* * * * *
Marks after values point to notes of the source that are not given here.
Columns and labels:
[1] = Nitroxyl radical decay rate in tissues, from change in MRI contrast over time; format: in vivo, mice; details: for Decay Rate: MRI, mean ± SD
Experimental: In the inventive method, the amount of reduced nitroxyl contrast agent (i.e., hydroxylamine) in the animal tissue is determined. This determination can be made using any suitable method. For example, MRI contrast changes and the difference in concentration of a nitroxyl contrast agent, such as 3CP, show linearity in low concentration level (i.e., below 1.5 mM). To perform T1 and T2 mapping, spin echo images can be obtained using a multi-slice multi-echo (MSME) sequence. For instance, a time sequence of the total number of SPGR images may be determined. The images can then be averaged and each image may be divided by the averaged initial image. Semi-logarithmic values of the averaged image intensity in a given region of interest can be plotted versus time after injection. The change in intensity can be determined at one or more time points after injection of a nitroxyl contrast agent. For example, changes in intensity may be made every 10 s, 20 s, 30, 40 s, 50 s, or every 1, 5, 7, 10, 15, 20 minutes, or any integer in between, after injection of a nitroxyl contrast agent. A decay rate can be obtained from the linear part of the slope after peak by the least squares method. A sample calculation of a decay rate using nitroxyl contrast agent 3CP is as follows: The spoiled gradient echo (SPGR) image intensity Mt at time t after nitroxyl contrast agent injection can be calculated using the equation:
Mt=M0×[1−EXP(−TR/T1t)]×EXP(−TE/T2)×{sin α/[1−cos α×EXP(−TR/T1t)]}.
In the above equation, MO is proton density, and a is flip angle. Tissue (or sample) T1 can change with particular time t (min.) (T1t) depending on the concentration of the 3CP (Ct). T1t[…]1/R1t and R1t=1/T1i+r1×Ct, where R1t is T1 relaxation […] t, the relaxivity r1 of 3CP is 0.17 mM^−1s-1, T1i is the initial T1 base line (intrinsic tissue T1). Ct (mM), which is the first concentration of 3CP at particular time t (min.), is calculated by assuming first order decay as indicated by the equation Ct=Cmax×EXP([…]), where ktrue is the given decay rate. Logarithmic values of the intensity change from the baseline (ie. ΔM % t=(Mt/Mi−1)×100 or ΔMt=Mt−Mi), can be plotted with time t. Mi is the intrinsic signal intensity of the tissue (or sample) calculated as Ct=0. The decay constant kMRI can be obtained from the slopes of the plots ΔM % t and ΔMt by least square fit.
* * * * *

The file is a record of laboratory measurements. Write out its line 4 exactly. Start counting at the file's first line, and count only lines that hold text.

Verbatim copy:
Experimental: In the inventive method, the amount of reduced nitroxyl contrast agent (i.e., hydroxylamine) in the animal tissue is determined. This determination can be made using any suitable method. For example, MRI contrast changes and the difference in concentration of a nitroxyl contrast agent, such as 3CP, show linearity in low concentration level (i.e., below 1.5 mM). To perform T1 and T2 mapping, spin echo images can be obtained using a multi-slice multi-echo (MSME) sequence. For instance, a time sequence of the total number of SPGR images may be determined. The images can then be averaged and each image may be divided by the averaged initial image. Semi-logarithmic values of the averaged image intensity in a given region of interest can be plotted versus time after injection. The change in intensity can be determined at one or more time points after injection of a nitroxyl contrast agent. For example, changes in intensity may be made every 10 s, 20 s, 30, 40 s, 50 s, or every 1, 5, 7, 10, 15, 20 minutes, or any integer in between, after injection of a nitroxyl contrast agent. A decay rate can be obtained from the linear part of the slope after peak by the least squares method. A sample calculation of a decay rate using nitroxyl contrast agent 3CP is as follows: The spoiled gradient echo (SPGR) image intensity Mt at time t after nitroxyl contrast agent injection can be calculated using the equation: